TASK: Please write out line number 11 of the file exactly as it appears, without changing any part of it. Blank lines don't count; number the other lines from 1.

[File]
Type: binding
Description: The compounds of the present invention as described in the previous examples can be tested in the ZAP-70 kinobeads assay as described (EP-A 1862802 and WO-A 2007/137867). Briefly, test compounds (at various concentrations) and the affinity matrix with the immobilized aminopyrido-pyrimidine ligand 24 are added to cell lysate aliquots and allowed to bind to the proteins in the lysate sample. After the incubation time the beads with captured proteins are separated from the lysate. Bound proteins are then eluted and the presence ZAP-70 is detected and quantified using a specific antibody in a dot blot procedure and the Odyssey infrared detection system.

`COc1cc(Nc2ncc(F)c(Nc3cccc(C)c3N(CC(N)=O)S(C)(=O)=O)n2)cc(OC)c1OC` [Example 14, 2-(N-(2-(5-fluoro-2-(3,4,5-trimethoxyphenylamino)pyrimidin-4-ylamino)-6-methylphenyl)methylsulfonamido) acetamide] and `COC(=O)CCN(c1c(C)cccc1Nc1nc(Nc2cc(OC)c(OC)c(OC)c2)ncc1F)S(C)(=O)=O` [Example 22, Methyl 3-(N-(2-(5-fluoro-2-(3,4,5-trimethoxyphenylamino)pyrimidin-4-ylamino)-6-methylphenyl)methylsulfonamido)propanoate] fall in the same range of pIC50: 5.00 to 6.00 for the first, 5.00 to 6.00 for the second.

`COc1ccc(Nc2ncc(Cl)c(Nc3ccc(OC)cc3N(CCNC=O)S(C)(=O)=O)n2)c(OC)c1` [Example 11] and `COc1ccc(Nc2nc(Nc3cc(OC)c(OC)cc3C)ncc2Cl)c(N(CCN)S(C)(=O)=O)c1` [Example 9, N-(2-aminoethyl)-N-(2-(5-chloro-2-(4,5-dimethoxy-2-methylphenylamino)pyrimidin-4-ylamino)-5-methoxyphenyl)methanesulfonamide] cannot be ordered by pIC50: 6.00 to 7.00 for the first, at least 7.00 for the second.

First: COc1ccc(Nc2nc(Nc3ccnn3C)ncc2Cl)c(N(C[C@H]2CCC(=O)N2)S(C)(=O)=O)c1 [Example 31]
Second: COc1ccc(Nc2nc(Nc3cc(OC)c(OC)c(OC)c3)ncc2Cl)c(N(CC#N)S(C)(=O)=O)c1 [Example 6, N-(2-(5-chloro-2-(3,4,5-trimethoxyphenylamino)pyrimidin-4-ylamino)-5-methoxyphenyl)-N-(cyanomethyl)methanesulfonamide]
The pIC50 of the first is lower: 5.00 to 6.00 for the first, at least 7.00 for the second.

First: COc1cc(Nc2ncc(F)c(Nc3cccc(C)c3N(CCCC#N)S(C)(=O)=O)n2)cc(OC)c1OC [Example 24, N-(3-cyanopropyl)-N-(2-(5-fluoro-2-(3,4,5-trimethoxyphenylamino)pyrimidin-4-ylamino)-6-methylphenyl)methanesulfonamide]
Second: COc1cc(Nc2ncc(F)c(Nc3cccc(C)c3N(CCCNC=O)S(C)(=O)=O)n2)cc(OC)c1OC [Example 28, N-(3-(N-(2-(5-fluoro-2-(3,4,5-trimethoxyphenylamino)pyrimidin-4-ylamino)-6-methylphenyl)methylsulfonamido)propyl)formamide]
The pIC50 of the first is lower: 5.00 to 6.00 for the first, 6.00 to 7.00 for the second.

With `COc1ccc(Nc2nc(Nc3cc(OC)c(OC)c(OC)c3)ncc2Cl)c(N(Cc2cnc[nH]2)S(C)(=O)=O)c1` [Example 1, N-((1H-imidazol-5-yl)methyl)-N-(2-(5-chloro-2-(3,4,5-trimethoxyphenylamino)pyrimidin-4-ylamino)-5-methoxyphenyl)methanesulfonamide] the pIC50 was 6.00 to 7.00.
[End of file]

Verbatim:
With `COc1ccc(Nc2nc(Nc3cc(OC)c(OC)c(OC)c3)ncc2Cl)c(N(Cc2cnc[nH]2)S(C)(=O)=O)c1` [Example 1, N-((1H-imidazol-5-yl)methyl)-N-(2-(5-chloro-2-(3,4,5-trimethoxyphenylamino)pyrimidin-4-ylamino)-5-methoxyphenyl)methanesulfonamide] the pIC50 was 6.00 to 7.00.